How Does a Diamond Tester Work?
Conventional vs. New Design Diamond Testers
A diamond tester of several years' age is no match for today's variety of diamond simulants and synthetics, especially since those simulants have all the chemical properties of a real diamond. A conventional diamond tester has a metal tip that is heated and then applied to the cooler surface of a diamond. Heat transference occurs, and since the heated tip of the tester also heats the diamond, the read-back from the diamond to the tester is a match; this indicates that the stone is truly a diamond. However, today's simulants can mimic a diamond quite convincingly. Newer diamond testers use slight to very different logic to compare the physical properties of diamonds and simulants, and these other diamond testers work to find other unique diamond properties unequaled in today's simulants and synthetics.
The Ceres Diamond Tester
The Ceres Diamond probe contains two thermistors (semiconductor devices with specific resistance characteristics and high levels of sensitivity) and a small copper tip in a convenient holder. As with a conventional diamond tester, the probe's needle tip is heated, and the probe is applied to a diamond. Its higher degree of temperature sensitivity makes it a more accurate and reliable tester. This instrument is very delicate and needs to be handled with great care.
The Rayner Diamond Tester
A similar, but much more expensive instrument having similar attributes is the British-designed Rayner Diamond Tester. This product is meant for those who make a living in the diamond trade. Such equipment is very costly, but to anyone dealing with diamond jewelry, this is a relatively small matter when compared with the value of the goods tested, according to Erum Qureshi, author of "Differentiating Diamond and its Imitations."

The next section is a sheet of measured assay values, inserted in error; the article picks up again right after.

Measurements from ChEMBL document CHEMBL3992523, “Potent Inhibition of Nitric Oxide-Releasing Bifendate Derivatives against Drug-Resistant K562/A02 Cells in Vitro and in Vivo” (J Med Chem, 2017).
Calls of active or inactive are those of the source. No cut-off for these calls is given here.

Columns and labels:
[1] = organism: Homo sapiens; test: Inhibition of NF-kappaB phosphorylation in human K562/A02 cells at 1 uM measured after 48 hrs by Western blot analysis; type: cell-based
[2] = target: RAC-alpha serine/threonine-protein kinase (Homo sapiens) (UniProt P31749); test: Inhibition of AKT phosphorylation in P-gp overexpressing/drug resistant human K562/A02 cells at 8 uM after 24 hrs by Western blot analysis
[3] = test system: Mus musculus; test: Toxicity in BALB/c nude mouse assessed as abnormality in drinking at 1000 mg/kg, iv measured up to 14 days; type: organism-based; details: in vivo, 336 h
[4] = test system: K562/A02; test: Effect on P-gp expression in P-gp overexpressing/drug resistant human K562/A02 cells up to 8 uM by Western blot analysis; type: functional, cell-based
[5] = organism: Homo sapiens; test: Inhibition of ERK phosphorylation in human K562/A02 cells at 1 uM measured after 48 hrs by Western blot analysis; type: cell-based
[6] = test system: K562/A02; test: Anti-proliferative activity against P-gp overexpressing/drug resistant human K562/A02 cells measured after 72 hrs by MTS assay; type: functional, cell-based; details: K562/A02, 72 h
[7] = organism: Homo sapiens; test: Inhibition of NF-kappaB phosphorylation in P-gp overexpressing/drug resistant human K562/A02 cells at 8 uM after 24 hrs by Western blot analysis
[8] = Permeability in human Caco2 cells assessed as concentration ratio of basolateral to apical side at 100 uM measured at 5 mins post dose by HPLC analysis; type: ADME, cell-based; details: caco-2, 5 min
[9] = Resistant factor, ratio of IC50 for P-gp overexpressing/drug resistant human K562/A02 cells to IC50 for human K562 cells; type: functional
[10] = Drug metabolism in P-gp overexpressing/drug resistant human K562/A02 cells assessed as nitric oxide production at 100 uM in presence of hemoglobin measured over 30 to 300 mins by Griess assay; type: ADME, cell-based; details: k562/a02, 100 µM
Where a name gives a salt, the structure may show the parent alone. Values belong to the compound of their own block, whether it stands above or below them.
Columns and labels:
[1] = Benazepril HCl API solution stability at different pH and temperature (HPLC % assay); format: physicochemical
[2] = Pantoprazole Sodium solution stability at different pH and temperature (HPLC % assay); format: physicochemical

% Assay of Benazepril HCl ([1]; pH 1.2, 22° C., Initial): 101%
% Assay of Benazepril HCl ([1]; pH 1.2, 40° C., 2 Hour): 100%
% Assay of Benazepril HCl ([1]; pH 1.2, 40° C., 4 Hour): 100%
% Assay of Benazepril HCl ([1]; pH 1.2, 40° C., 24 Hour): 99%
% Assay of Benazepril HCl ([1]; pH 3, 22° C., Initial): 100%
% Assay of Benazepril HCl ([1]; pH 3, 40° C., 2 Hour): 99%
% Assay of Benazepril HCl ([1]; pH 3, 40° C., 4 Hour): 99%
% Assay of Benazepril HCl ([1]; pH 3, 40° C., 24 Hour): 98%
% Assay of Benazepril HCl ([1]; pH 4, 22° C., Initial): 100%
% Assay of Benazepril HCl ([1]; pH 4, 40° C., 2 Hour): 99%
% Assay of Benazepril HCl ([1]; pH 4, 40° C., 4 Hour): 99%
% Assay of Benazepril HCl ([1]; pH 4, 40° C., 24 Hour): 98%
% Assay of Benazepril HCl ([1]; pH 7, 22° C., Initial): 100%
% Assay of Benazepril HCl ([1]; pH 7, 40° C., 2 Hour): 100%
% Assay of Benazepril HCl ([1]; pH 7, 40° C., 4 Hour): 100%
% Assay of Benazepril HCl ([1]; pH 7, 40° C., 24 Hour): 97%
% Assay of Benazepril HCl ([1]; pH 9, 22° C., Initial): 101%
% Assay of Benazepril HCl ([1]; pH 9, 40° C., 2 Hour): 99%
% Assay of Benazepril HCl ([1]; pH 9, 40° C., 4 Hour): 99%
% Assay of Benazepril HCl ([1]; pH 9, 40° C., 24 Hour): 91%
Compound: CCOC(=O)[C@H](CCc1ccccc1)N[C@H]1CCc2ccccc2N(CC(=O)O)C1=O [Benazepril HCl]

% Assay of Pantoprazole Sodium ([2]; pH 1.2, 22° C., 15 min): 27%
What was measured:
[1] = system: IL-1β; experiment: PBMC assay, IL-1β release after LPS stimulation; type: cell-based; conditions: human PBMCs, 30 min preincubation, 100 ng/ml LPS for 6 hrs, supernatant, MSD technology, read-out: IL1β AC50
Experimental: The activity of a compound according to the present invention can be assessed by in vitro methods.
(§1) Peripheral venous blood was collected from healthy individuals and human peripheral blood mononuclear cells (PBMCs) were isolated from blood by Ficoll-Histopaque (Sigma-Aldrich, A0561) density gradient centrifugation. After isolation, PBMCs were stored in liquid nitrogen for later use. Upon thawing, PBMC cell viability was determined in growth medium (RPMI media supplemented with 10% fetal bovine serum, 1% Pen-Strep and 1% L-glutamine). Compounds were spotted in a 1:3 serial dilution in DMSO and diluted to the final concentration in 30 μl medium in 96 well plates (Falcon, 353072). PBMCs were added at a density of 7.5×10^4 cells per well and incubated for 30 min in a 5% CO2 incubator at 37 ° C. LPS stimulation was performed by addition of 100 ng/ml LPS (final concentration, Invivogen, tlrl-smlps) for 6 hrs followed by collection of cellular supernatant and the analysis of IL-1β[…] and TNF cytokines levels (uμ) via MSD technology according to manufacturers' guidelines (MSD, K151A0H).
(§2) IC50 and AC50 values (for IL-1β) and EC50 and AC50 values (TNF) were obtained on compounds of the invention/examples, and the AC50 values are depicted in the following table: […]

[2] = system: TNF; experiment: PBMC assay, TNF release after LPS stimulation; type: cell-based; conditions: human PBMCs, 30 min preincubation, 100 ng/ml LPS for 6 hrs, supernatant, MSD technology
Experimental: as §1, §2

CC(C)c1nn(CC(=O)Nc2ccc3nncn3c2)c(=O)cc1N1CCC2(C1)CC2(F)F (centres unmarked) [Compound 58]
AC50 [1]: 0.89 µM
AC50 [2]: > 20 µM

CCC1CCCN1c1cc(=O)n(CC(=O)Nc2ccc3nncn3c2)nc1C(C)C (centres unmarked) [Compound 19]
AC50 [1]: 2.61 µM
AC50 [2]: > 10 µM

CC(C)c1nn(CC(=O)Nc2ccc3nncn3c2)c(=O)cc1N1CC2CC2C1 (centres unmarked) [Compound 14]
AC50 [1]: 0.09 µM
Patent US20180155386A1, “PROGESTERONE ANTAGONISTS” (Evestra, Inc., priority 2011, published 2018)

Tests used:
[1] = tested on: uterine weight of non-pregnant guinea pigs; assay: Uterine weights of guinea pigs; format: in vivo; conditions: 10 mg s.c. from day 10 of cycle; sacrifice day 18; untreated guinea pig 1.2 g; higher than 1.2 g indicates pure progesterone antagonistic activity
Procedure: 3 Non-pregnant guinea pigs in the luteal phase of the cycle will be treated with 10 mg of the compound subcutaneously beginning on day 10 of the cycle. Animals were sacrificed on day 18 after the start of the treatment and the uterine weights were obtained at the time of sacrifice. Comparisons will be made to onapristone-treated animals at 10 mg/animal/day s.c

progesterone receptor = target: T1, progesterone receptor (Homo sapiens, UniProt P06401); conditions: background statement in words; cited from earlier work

The GIA's (Gemological Institute of America) Diamond Pen
The GIA has designed a tool that operates on a different property of diamonds to differentiate them from the less than genuine kind. Diamonds, according to the GIA, express a certain affinity for grease and greasy liquids. The Institute developed a tool they call a Diamond Pen. The pen, like a fountain pen, contains a particular type of greasy liquid that will leave visible marks on what are otherwise smooth, nonabsorbent diamond facets, but when drawn over a facet of any other kind of stone, the liquid merely beads up without leaving a distinct image of any kind.
Fluorescence Diamond Testing
Finally, the diamond tester can rely on the properties of diamonds in the presence of long-wave ultraviolet light. All diamonds have some measure of fluorescence, on a scale of one to five, with one being little to no fluorescence and five being strong fluorescence. All diamonds will fall somewhere on the fluorescence scale, but with multidiamond jewelry, it would be extremely rare to measure the many diamonds in the jewelry piece only to find the exact same level of fluorescence from stone to stone. Only with synthetic diamonds would that consistency be possible.